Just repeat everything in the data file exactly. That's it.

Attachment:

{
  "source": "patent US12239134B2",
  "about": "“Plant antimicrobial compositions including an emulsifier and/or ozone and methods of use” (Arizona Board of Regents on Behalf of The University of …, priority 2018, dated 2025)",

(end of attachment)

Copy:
{
  "source": "patent US12239134B2",
  "about": "“Plant antimicrobial compositions including an emulsifier and/or ozone and methods of use” (Arizona Board of Regents on Behalf of The University of …, priority 2018, dated 2025)",